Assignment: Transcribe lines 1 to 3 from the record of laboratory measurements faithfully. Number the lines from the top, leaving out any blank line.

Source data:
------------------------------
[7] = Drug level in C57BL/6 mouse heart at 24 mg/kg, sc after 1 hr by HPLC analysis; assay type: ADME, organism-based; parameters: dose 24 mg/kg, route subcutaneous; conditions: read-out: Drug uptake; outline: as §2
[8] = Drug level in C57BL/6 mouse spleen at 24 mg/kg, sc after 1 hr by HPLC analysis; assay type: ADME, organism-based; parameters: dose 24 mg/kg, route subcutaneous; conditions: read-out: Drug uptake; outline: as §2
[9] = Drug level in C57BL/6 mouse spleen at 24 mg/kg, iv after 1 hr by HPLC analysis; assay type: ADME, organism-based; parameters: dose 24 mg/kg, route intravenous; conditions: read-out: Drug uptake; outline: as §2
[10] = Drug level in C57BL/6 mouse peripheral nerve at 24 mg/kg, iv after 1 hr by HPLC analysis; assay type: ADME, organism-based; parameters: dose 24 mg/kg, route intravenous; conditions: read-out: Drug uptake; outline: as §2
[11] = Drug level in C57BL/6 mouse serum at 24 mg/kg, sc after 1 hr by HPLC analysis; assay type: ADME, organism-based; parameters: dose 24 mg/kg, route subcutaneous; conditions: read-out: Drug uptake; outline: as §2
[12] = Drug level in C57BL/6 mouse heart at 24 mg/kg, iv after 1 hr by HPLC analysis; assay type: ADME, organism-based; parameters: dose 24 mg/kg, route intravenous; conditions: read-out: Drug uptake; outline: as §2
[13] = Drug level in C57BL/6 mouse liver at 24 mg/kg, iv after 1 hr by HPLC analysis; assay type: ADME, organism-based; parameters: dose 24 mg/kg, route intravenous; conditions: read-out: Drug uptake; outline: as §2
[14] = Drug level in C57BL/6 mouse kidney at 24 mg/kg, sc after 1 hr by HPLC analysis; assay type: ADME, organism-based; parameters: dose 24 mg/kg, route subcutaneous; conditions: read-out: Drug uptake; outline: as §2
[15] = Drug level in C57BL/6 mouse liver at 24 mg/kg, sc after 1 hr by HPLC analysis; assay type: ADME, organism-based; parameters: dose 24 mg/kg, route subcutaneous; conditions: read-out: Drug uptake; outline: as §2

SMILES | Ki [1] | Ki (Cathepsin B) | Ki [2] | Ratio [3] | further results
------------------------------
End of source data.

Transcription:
[7] = Drug level in C57BL/6 mouse heart at 24 mg/kg, sc after 1 hr by HPLC analysis; assay type: ADME, organism-based; parameters: dose 24 mg/kg, route subcutaneous; conditions: read-out: Drug uptake; outline: as §2
[8] = Drug level in C57BL/6 mouse spleen at 24 mg/kg, sc after 1 hr by HPLC analysis; assay type: ADME, organism-based; parameters: dose 24 mg/kg, route subcutaneous; conditions: read-out: Drug uptake; outline: as §2
[9] = Drug level in C57BL/6 mouse spleen at 24 mg/kg, iv after 1 hr by HPLC analysis; assay type: ADME, organism-based; parameters: dose 24 mg/kg, route intravenous; conditions: read-out: Drug uptake; outline: as §2